You can buy caulk to match most grout colors.
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Old 10-10-2014, 09:17 PM   #9
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I think I understand, but just to be sure...

The space from the face of the drywall to the frame is about 1/2" deep and 1/2" tall. I have laid the hardibacker approximately 1/4" beyond the face of the drywall ( thinking that the expansion joint was supposed to be 1/4" from the frame, not the drywall). This means that the first 1/4" into the space is now only 1/8" tall as the hardibacker and thinset take up approximately 3/8" height (hence the reason the 1/4" tile no longer fits). If I understand your instructions correctly, I should leave a 1/4" gap between the floor tile and drywall; set down two 1/8" spacers in the gap, on the hardibacker (effectively placing the base's bottom edge in line with the drywall, and 1/8" below the surface of the floor tile); caulk the 1/8" gap once the base is set; and grout the remaining space between the base and floor tile once the caulk is dry? Does that sound about right?
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Old 10-10-2014, 09:28 PM   #10
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Install the floor tile leaving a 1/4" expansion-gap between the edge of the tile and any rigid obstacle. This gap stays open, do not grout it.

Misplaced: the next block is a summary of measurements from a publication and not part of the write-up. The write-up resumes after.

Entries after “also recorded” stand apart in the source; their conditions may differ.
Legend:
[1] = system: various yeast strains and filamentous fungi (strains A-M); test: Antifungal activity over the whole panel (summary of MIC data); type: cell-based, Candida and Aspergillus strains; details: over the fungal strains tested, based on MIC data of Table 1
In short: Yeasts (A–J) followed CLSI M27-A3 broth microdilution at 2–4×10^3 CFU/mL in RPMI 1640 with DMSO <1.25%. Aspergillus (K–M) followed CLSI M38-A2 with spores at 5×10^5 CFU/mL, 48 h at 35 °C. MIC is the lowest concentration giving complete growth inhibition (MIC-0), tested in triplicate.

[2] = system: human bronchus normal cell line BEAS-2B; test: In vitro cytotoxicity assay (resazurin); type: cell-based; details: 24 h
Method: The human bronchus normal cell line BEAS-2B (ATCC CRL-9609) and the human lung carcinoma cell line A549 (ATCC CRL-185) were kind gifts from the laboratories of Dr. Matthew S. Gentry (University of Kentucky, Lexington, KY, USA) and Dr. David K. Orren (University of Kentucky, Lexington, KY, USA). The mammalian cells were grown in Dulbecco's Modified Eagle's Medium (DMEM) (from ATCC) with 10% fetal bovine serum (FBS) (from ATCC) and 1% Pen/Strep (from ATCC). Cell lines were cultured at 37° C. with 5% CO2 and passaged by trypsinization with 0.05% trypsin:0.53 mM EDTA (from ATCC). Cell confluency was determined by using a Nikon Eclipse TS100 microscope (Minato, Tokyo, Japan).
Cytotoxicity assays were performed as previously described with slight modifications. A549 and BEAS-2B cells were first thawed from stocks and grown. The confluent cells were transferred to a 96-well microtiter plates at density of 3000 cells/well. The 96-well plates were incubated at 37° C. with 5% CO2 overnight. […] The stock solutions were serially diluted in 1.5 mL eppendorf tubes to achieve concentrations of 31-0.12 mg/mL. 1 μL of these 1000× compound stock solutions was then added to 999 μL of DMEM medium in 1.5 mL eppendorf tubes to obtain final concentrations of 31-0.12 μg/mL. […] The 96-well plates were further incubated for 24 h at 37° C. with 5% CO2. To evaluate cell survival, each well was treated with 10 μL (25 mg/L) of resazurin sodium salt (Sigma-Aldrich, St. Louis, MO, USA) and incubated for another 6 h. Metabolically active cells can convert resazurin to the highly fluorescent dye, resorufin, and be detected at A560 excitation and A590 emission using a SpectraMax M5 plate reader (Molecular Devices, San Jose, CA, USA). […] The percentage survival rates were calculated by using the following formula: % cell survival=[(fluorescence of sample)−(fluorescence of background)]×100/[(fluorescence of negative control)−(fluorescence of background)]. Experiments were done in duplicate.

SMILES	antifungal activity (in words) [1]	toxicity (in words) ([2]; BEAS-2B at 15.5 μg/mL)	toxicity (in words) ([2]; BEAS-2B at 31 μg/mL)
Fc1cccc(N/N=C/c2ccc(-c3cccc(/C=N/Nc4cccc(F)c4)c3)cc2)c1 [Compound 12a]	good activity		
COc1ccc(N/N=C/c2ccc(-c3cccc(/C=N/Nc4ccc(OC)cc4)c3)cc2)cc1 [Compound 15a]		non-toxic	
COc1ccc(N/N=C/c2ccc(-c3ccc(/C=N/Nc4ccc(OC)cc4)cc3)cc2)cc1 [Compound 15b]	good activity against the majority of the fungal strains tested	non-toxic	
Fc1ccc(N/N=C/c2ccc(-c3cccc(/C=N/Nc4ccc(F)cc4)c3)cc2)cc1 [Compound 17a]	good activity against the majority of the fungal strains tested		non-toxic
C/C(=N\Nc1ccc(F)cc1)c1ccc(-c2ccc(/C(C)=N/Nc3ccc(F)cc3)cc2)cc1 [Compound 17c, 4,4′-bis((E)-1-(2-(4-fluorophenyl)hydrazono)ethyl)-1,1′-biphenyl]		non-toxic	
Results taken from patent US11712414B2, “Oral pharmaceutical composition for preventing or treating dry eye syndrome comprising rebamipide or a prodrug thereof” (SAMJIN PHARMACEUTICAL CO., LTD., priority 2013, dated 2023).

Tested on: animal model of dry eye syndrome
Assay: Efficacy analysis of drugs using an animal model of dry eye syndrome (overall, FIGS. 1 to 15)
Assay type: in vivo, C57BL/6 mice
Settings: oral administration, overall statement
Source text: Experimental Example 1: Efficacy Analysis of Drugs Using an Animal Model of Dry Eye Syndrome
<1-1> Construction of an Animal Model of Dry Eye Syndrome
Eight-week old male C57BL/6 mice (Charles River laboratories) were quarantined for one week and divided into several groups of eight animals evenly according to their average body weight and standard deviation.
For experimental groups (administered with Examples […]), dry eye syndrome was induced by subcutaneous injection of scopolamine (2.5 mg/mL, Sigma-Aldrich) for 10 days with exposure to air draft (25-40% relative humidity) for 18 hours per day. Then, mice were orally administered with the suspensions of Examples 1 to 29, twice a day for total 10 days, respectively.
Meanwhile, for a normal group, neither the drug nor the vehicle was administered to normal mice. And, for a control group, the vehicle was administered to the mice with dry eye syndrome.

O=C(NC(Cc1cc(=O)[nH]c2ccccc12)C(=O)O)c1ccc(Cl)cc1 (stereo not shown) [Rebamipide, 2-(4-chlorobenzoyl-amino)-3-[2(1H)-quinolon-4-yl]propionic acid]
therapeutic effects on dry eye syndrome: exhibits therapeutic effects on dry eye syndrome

A tub or shower-base is the only exception, this is where a 1/8" expansion-gap is acceptable. Caulk this gap.

When installing the tile base, stand the material on a 1/8" spacer to create a vertical gap. This gap also gets caulk. (Any change-in-plane requires caulk, not grout.) The spaces between the base tiles also get grout the same as the floor tile.
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Old 10-10-2014, 09:47 PM   #11
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Got it. Thanks for the clarification! Now, back to work...
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Old 10-10-2014, 10:00 PM   #12
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Got it. Thanks for the clarification! Now, back to work...
Have fun!